Despite its release under the Lynch/Frost banner, this feature-length documentary on the founder of Playboy magazine, on its surface at least, is a surprisingly tame affair that seems to gloss over the controversies and turmoil surrounding its subject. A closer look, however, reveals that
HUGH HEFNER: ONCE UPON A TIME works in mysterious ways.
Expanded from a segment of David Lynch and Mark Frost's failed documentary series for the Fox network, "American Chronicles," HUGH HEFNER: ONCE UPON A TIME maintains an almost obsessive focus on its subject whose story, for better or worse, has become part of American lore. A struggling copywriter
and failed cartoonist, Hefner and a partner started Playboy--oddly enough while Hefner worked for a children's magazine publisher to make ends meet--on a wing and a prayer in 1953. He also had a little bit of luck by including a now-famous nude calendar photo of Marilyn Monroe just as she was
becoming the nation's top box-office draw.
That first issue, which carried no date because Hefner wasn't sure he'd ever publish another, sold a respectable 50,000 copies. Not missing the lesson of the Monroe photo, Hefner developed the Playboy formula of hedonism in its lifestyle features and an adventurous liberal bent in its news and
fiction editorial. But what propelled it into popularity and notoriety was its photo spreads featuring nude, nubile girls next door, the Playboy Playmates.
By 1971, Playboy's circulation had reached seven million. Nine hundred thousand keyholders patronized the international string of night clubs and resorts spawned by the magazine's success and Hefner was poised to conquer Atlantic City with a $130 million casino. But a series of scandals, setbacks
and changes in society eroded the empire in the next decade. Battered but unbeaten, Playboy survived into the 80s largely because Hefner turned over the reins to his daughter by his first marriage, Christie Hefner, a canny businesswoman who aggressively downsized the organization, shedding its
clubs and other unrelated businesses, while at the same time overseeing its generally successful expansion into home video and pay TV.
After suffering a stroke in 1985, Hefner downsized his own life, dropping out of the day-to-day running of the corporation and marrying 1989 Playmate of the Year Kimberley Conrad. Made with the cooperation of its subject, HUGH HEFNER: ONCE UPON A TIME carries no startling new revelations either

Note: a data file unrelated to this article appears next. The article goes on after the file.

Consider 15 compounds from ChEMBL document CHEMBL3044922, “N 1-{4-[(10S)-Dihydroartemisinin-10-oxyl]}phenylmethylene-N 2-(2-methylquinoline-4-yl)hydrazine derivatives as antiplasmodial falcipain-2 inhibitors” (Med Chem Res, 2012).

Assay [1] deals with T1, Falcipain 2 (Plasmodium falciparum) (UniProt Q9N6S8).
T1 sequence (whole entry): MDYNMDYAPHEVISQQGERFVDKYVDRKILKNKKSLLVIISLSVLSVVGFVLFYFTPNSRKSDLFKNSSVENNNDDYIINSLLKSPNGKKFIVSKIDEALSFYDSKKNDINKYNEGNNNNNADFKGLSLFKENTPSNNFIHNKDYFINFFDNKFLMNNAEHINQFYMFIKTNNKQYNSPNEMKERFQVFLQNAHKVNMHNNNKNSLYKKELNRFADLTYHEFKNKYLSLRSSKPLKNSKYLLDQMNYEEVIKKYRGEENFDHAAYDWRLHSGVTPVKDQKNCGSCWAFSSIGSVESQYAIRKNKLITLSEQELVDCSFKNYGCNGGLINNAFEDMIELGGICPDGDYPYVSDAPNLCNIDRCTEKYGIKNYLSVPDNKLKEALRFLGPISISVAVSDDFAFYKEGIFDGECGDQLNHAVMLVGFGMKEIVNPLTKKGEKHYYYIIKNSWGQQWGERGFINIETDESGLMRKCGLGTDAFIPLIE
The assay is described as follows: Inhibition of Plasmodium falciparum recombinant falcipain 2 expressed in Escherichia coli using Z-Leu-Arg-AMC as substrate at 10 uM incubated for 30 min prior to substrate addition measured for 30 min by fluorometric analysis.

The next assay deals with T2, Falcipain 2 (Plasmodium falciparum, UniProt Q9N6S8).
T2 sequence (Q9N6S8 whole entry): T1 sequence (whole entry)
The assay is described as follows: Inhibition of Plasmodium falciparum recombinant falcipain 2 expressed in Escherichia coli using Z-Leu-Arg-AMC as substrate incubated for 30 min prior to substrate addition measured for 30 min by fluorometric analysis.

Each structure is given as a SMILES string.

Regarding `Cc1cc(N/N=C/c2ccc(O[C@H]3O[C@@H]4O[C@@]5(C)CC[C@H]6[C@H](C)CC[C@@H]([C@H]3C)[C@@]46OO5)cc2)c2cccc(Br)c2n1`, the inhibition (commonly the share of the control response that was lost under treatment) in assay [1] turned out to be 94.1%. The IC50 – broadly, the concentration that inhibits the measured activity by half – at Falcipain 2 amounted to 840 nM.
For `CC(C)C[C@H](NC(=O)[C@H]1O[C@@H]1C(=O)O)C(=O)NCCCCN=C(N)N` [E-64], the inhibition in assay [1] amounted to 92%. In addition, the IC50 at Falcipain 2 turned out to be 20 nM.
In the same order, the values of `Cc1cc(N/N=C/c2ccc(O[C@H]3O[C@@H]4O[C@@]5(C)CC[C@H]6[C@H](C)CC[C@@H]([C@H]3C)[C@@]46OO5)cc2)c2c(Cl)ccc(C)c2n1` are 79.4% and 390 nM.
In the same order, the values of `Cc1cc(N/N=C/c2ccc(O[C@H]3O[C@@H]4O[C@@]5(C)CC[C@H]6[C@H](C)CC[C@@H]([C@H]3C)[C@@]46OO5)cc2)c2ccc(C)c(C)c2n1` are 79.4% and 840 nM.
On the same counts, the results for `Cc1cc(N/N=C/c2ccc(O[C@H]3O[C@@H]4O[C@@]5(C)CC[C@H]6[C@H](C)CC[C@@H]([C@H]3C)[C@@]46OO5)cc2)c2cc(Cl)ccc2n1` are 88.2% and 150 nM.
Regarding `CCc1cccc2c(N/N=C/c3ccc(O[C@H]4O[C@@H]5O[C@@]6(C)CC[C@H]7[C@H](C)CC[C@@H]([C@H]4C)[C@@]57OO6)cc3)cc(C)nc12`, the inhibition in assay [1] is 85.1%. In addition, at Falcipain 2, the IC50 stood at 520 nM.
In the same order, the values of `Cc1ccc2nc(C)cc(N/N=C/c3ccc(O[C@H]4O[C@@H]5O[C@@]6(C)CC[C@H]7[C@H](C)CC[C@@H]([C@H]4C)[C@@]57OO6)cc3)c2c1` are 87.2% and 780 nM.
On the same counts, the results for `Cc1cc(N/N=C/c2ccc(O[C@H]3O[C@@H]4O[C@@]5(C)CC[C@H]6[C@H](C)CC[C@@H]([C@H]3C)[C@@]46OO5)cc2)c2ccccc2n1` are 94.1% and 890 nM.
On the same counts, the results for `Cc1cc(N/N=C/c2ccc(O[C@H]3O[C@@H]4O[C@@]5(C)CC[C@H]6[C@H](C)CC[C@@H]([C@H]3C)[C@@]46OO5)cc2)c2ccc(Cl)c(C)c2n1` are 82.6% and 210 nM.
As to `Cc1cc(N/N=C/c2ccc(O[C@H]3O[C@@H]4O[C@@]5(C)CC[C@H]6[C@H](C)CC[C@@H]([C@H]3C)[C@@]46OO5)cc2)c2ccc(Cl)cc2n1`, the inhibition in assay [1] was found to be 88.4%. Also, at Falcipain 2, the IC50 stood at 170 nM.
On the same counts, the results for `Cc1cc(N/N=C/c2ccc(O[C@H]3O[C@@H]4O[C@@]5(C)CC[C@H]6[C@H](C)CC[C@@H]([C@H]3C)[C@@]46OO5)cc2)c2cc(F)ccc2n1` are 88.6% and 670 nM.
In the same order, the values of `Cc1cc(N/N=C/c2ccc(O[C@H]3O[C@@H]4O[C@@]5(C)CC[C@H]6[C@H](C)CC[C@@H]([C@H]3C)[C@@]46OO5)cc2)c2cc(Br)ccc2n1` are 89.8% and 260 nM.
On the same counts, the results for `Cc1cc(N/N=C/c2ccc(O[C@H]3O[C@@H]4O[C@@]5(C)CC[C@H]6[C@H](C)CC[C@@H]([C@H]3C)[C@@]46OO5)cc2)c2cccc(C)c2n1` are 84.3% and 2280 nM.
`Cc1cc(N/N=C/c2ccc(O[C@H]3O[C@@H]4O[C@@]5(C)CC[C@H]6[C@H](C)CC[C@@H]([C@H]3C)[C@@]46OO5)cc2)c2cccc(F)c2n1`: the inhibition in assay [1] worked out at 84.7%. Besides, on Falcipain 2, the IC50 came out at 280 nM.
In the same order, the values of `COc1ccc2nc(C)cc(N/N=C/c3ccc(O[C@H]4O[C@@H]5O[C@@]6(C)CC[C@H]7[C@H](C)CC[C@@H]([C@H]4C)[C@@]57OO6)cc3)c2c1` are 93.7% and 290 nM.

about the man or his empire. What it does have is a finely tuned sense of Hefner's story as a uniquely American tale about the infinite possibilities of remaking oneself.
The early parts of the film use Hefner's home movies to portray the archetypal nerd, a gawky kid who was the product of a repressed Methodist upbringing. What inspired his first "re-emergence" was, of all things, an early exposure to the FLASH GORDON serials featuring the dashing space hero
pulling the lovely heroine (pointedly braless in the clips featured) out of one scrape after another at the hands of Ming the Merciless before escaping in Gordon's phallic spaceship. Hefner remade himself as a dashing big man on campus and took over the school magazine, where he instituted a photo
feature spotlighting the "Coed of the Month."
At the helm of Playboy, he remade himself again, into a social philosopher and crusader for liberal causes. As the magazine became an empire, he remade himself yet again, though unsuccessfully, into a jet-setting capitalist, wheeling and dealing from aboard his jet-black DC-9. He was forced to
sell his Atlantic City casino when the New Jersey Gaming Commission turned down his application for a license. The other clubs and resorts became a cash hemorrhage and the magazine came to appear stodgy and outdated with the popularity of X-rated videos and raunchier competition on the newsstands.
HUGH HEFNER: ONCE UPON A TIME touches on all this, as well as the suicide of his assistant, Bobbie Arnstein, while under the scrutiny of the DEA, which posthumously exonerated her of drug-dealing charges, and the more recent murder of Playmate Dorothy Stratten. As the pace picks up late in the
film, figures ranging from Peter Bogdanovich to William F. Buckley, Jerry Falwell and Susan Brownmiller all check in with denunciations, with Falwell and Brownmiller agreeing from polar opposite ends of the political spectrum that Playboy ought to be banned.
Throughout, Hefner manages to remain something more than a soft-core pornographer and exploiter of women and something less than a great thinker but always undeniably a classic American enigma wrapped inside a mystery. Surprisingly enough, at least to the millions of heterosexual males who still
admire him, Hefner never, for a moment, looks quite comfortable in his own skin. Even in the newly filmed interview footage, he looks as he always has: wrung out, his eyes darting like those of a caged animal, clutching his omnipresent pipe as if it were a lifeline to his sanity.
Woody Allen once quipped that the Constitution guarantees us the pursuit of happiness, but it doesn't guarantee that we'll catch it. It is that odd undercurrent of melancholy that raises HUGH HEFNER: ONCE UPON A TIME from a sophisticated puff piece into something resembling art. (Adult situations,nudity.)
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- Released: 1992
- Rating: NR
- Review: Despite its release under the Lynch/Frost banner, this feature-length documentary on the founder of Playboy magazine, on its surface at least, is a surprisingly tame affair that seems to gloss over the controversies and turmoil surrounding its subject. A c… (more)